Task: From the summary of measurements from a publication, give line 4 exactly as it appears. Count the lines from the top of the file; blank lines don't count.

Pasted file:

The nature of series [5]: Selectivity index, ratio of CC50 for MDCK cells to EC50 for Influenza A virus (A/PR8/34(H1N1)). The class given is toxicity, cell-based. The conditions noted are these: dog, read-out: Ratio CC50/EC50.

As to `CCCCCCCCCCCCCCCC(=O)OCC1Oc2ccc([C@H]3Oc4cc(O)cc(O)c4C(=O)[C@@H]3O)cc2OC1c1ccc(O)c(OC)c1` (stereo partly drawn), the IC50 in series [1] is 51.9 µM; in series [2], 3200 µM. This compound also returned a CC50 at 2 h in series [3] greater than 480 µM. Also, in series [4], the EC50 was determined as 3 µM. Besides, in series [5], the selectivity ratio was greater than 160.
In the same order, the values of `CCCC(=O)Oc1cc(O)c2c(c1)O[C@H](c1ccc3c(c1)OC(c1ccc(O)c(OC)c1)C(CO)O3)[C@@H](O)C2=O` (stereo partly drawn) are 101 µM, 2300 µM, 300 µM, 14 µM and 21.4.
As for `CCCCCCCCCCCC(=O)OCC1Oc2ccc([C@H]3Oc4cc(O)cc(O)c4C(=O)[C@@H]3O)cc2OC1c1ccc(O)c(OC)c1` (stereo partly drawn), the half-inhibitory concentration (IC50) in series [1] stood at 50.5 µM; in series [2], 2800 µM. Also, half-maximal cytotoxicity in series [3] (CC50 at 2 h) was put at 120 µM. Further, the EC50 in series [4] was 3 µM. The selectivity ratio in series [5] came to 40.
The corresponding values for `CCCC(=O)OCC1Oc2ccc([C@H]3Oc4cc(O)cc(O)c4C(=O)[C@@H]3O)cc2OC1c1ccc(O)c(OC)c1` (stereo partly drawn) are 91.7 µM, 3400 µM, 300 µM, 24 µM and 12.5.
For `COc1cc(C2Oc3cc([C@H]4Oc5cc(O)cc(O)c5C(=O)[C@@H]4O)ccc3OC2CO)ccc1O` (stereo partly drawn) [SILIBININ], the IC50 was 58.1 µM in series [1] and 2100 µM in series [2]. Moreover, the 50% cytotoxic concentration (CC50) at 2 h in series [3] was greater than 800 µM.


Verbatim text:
As for `CCCCCCCCCCCC(=O)OCC1Oc2ccc([C@H]3Oc4cc(O)cc(O)c4C(=O)[C@@H]3O)cc2OC1c1ccc(O)c(OC)c1` (stereo partly drawn), the half-inhibitory concentration (IC50) in series [1] stood at 50.5 µM; in series [2], 2800 µM. Also, half-maximal cytotoxicity in series [3] (CC50 at 2 h) was put at 120 µM. Further, the EC50 in series [4] was 3 µM. The selectivity ratio in series [5] came to 40.